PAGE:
Friday, February 15, 2008

Cannon Smash

Well, we've hit the 'c's. Starting with Cannon Smash, a table-tennis game (or ping-pong, if you prefer) that's like nothing I've ever played before.

I'm really bad at it, because I'm really bad at video games, and specifically really bad at video games that happen in real-time. But even if I didn't suck at gaming, I suspect I'd have issues with this one, because it's just different. Every tennis game I've ever played has been built around guesswork, and the game sorta taking over the actual action. I move around and hit the button, and hope I was in the right spot.

This one actually shows the right spot right there on the screen. Controls? Simple for movement. The devil for shot placement. Left-click = backhand; right-click = forehand. And there are two targety-looking circles that show where each will go. It's kinda hard to explain, without looking at it, but that's basically it. By moving the character around, you move those circles around, and that's how you make a shot.

Knowing where to place those circles is made easier by the fact that the trajectory of the ball is sort of instantly apparent. You see a grey line going from the opponent to you, and a red dot showing where the ball will be when you can hit it. So you move yourself until the red dot is in one of those circles, and hit the appropriate button when it shows up.

Which is full of issues, for me personally. You have the grey line, and then you have the actual ball, and then you have the red dot, and then you have the red circles, and quite frankly, I'm not very good at taking in all that visual data at once. I keep seeing the trajectory line, and jumping the gun, swinging before the actual ball gets there. This is probably entirely my fault.

But outside of that, it's also sort of insane what they ask you to do as far as targeting goes. The opponent's side of the table is divided into 22 sections. It's a grid, basically. And the way you decide where on the grid you're going to place your shot is by pressing a key. So there's 22 keys, and you hit the '1' key to throw it at the left-corner, or the 'q' key to put it a bit closer to you, still on the far left, and so on. There's 22 buttons. And because of the way a keyboard is set up, they're not in a perfect grid pattern or anything. If you move directly up or down, you're probably not going where you want to.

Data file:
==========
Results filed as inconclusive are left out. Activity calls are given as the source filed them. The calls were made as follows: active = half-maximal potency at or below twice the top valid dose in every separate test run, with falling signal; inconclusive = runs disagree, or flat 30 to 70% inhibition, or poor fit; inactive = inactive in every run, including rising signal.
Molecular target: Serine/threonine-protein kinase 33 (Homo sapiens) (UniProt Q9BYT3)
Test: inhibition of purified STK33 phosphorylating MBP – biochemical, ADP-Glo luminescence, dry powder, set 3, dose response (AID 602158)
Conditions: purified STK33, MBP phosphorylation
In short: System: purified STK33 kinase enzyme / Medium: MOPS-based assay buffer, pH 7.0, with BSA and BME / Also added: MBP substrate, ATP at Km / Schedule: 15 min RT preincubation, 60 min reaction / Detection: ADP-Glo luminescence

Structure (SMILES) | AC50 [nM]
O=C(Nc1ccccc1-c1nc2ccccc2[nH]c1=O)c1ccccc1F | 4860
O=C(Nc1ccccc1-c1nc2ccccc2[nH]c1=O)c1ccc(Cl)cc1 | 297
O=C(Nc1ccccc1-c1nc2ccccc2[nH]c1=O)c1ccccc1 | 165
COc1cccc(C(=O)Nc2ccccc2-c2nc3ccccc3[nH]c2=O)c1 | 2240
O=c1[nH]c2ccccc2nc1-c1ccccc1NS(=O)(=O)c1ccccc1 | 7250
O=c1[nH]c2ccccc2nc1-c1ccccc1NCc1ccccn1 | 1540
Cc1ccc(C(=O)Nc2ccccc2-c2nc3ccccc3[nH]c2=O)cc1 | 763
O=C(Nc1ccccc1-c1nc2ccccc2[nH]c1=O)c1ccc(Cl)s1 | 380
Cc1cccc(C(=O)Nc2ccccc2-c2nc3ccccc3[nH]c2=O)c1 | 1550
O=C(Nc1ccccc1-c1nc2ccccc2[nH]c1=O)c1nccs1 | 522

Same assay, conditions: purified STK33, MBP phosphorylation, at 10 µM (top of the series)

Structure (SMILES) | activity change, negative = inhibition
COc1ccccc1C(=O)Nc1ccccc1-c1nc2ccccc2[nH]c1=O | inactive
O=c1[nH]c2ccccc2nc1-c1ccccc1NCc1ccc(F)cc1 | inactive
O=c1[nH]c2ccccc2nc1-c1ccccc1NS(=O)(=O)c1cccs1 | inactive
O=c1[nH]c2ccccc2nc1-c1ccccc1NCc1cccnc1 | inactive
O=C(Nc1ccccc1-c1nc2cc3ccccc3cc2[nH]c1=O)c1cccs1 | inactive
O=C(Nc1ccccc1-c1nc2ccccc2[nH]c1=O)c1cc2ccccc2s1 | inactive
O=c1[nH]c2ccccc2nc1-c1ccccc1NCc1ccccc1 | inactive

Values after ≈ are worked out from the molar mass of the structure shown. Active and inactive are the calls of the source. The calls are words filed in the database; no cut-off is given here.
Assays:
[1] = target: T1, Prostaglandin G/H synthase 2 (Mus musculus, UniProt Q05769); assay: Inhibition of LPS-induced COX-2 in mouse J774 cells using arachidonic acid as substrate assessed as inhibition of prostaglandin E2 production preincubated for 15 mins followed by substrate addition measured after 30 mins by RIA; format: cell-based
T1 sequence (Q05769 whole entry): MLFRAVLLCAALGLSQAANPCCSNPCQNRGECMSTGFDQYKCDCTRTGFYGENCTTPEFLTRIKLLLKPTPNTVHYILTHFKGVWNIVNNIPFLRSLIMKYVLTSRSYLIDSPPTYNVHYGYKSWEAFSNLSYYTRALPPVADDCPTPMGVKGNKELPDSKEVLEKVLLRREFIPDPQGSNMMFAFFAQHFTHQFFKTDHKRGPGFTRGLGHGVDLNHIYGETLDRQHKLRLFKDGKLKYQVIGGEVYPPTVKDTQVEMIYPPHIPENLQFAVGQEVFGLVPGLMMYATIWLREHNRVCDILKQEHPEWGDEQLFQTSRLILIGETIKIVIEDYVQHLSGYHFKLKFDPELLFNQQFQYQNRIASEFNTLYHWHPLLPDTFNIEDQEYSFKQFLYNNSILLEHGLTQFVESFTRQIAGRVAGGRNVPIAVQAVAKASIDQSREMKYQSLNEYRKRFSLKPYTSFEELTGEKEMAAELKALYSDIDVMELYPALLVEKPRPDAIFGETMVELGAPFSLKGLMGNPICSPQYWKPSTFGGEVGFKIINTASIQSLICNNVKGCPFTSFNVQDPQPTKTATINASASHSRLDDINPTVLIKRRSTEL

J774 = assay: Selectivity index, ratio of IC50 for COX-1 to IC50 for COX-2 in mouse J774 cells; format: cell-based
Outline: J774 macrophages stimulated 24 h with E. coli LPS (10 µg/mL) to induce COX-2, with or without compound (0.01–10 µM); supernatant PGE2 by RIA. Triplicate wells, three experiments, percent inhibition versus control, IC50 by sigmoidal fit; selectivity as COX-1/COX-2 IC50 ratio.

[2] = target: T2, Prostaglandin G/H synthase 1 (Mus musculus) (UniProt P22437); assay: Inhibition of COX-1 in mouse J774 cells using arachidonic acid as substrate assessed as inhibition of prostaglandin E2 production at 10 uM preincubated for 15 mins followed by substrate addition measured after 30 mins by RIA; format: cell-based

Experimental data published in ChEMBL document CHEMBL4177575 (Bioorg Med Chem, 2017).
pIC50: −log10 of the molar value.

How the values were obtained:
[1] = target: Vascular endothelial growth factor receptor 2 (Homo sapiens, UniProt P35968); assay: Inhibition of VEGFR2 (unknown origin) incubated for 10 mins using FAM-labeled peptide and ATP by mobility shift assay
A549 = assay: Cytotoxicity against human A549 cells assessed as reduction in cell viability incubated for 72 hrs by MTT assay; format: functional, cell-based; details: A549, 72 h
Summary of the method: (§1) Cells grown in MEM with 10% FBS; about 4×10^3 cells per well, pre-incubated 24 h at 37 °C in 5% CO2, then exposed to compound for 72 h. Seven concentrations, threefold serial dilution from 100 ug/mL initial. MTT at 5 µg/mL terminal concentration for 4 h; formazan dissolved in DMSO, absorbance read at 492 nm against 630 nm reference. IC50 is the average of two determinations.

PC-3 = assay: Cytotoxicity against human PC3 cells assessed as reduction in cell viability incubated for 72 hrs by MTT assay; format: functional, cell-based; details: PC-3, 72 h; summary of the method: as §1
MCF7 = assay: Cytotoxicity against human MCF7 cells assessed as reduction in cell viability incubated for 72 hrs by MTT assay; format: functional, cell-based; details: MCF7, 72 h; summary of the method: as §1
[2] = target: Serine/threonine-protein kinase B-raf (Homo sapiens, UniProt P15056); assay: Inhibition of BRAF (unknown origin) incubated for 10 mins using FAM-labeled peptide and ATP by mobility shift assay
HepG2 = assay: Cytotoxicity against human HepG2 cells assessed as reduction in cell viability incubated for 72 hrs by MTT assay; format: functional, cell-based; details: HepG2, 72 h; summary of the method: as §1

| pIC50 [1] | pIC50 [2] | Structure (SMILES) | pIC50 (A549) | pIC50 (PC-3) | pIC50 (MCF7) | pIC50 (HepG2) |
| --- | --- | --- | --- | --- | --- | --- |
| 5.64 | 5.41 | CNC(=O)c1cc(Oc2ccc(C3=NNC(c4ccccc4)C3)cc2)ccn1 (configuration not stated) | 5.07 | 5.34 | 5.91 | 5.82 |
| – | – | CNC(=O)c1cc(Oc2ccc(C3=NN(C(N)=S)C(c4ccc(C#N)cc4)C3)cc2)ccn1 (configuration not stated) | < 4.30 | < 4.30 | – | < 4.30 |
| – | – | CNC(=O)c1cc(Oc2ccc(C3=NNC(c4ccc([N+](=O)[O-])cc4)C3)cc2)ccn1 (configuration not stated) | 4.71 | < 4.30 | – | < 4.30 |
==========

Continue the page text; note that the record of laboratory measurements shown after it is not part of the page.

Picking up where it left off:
But that's all I can say about the game that's negative: Cannon Smash is actually pretty cool, once you get past the relatively complicated input system. Everything looks very Virtua Fighter-ish, really, with simplicized polygon characters and simple geometrically correct tables. It's not exactly a graphical tour-de-force, but it rocks as far as seeming like an arcadey old-school ping-pong game.

The sound is fine as well, but not really stand-outish. It doesn't really need to be, so it's sort of irrelevant; they meet the level of polish that is necessary to not suck, and there's really no way for them to go further than that. This is a game that exists for its gameplay mechanics, not for its acceptable graphics or its acceptable sound. And the mechanics are unique, consistent, and solid.

There's support for network-multiplayer, and there are a couple of different AI players that have different characteristics. It also features a training mode (which is annoying, but thorough) and a practice mode. In short, as far as features go, it's doin' alright. Not great, but good enough. The most important thing is banging the ball with the paddle, and that's well done. Everything else is gravy. I'd love to see a different system for shot placement, but I can't actually think of one that is as precise, and more user-friendly, so they may have done as well as they possibly could.

Think of this is a 'ping-pong simulator' rather than a table-tennis game, and you'll be right on the money. That the parts that aren't important still manage to be decent makes it a well-constructed game.

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